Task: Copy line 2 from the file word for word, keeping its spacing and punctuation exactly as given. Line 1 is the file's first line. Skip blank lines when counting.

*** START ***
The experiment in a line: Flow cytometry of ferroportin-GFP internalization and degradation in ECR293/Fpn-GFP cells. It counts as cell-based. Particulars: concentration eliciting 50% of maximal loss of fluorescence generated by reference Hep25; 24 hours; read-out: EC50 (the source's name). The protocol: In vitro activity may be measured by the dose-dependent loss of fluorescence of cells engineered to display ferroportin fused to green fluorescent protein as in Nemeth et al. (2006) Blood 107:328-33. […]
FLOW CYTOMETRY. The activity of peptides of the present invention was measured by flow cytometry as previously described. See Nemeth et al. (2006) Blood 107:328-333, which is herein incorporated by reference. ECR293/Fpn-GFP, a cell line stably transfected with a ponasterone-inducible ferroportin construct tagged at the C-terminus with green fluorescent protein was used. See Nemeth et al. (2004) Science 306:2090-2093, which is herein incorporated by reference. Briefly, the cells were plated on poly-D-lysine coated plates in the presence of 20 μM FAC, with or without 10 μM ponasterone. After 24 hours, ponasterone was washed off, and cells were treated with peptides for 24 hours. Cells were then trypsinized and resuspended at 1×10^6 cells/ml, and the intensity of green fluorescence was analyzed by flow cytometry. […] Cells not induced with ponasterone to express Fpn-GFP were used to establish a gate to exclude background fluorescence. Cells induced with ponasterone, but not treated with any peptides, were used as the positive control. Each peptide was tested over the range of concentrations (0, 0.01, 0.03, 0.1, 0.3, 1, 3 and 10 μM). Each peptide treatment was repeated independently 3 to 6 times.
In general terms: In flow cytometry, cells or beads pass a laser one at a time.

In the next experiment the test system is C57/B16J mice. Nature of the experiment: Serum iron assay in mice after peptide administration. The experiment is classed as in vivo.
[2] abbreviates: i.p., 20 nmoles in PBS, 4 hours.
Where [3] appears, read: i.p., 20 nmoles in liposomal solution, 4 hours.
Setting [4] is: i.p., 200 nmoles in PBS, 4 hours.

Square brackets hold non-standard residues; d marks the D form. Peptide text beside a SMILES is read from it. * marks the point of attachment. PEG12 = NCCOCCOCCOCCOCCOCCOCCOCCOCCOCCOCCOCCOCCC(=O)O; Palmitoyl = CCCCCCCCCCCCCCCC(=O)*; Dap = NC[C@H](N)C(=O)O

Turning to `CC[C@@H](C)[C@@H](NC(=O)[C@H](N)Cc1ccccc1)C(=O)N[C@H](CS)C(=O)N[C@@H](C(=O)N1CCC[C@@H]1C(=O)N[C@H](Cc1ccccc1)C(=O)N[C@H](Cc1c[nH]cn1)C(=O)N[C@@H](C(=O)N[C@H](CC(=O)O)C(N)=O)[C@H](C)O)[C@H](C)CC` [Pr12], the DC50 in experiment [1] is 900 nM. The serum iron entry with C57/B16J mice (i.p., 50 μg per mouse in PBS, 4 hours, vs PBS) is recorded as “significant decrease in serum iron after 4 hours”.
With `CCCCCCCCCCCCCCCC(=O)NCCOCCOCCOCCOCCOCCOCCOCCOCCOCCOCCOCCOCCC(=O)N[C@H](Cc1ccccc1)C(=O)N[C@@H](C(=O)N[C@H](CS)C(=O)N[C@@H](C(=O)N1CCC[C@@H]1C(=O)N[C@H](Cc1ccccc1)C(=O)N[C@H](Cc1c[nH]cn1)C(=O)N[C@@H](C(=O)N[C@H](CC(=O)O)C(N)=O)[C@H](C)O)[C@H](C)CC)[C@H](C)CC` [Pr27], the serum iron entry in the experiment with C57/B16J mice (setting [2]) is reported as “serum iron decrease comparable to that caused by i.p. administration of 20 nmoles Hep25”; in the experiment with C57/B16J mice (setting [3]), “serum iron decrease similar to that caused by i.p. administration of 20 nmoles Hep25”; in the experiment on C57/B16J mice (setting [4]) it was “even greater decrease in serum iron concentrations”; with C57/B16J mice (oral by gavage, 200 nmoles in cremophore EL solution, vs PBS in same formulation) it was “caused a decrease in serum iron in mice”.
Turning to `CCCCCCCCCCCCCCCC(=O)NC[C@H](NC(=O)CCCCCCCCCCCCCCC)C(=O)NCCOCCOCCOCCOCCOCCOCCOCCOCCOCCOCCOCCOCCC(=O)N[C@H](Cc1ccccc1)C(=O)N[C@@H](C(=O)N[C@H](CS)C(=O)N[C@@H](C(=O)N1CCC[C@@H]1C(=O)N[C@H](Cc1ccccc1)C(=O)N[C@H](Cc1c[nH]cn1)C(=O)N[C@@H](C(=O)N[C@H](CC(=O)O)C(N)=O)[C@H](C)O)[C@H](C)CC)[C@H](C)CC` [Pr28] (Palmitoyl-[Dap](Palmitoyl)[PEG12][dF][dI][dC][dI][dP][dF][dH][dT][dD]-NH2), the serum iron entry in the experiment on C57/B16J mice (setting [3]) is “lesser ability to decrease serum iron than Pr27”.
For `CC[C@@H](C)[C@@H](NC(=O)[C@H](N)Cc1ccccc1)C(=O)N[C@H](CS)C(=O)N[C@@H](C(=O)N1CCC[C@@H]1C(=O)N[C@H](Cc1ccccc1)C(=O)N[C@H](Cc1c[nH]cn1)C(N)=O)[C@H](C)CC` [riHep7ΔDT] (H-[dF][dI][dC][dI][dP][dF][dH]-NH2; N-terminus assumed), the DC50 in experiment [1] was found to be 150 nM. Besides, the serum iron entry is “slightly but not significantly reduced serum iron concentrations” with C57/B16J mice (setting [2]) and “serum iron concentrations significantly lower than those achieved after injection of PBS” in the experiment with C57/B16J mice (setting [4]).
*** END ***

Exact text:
FLOW CYTOMETRY. The activity of peptides of the present invention was measured by flow cytometry as previously described. See Nemeth et al. (2006) Blood 107:328-333, which is herein incorporated by reference. ECR293/Fpn-GFP, a cell line stably transfected with a ponasterone-inducible ferroportin construct tagged at the C-terminus with green fluorescent protein was used. See Nemeth et al. (2004) Science 306:2090-2093, which is herein incorporated by reference. Briefly, the cells were plated on poly-D-lysine coated plates in the presence of 20 μM FAC, with or without 10 μM ponasterone. After 24 hours, ponasterone was washed off, and cells were treated with peptides for 24 hours. Cells were then trypsinized and resuspended at 1×10^6 cells/ml, and the intensity of green fluorescence was analyzed by flow cytometry. […] Cells not induced with ponasterone to express Fpn-GFP were used to establish a gate to exclude background fluorescence. Cells induced with ponasterone, but not treated with any peptides, were used as the positive control. Each peptide was tested over the range of concentrations (0, 0.01, 0.03, 0.1, 0.3, 1, 3 and 10 μM). Each peptide treatment was repeated independently 3 to 6 times.